Pepperstone / Integral / TrueFX


Pepperstone relies on price feeds and liquidity very similar to Integral's offering, so similar that for a while Pepperstone used to publish Integral's data on their own FTP for easy customer access. Unfortunately, they stopped offering this FTP access some time ago (thus why most online tutorials referencing them are out of date) and the source of data that Pepperstone currently recommends is Integral's TrueFX data service offering. A free account at TrueFX.com' will get you access to tick data on most major and minor currency pairs from the past year only (Currently only 2019 YTD is available for free.) I encouraged Pepperstone to bring back their historical data access to regain access to years prior to 2019 and if they ever open back up then I'll update this spot here with access info.​

Crypto Minute Bar Data


One of the top exchanges by volume with easily one of the largest collections of crypto pairs to trade. Binance is very API friendly, and is structured in a way that even trading smaller amounts can be done efficiently. Recently, Binance opened up trading on leveraged products (spot, and futures,) as well as started offering options.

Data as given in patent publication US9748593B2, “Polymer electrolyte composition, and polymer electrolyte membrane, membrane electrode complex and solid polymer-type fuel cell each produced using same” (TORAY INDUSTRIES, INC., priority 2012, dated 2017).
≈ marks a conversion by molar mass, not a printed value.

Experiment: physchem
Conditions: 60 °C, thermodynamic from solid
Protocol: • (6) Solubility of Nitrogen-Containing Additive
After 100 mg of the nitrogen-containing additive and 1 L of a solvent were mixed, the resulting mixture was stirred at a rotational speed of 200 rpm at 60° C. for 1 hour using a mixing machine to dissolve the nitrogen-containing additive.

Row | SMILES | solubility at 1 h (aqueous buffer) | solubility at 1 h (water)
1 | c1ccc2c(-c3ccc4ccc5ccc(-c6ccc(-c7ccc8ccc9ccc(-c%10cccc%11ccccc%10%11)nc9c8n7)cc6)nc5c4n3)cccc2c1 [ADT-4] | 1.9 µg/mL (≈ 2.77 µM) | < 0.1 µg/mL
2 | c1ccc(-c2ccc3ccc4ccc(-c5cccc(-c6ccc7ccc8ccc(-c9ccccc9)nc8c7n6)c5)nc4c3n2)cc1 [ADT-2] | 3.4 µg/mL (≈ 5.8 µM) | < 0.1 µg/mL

You're going to need an account, which is free to get started, so if you don't already have an account you can register here.

From your account page, then you'll need to generate API keys to access the API and pull down data:

On the following page, find the create field and enter any nick name you want:

Hit the create button. You'll likely have to authenticate or verify via email that you want to generate an API key, but once done you will see the generated API key itself, and the API secret code as well. Save these somewhere secure and safe.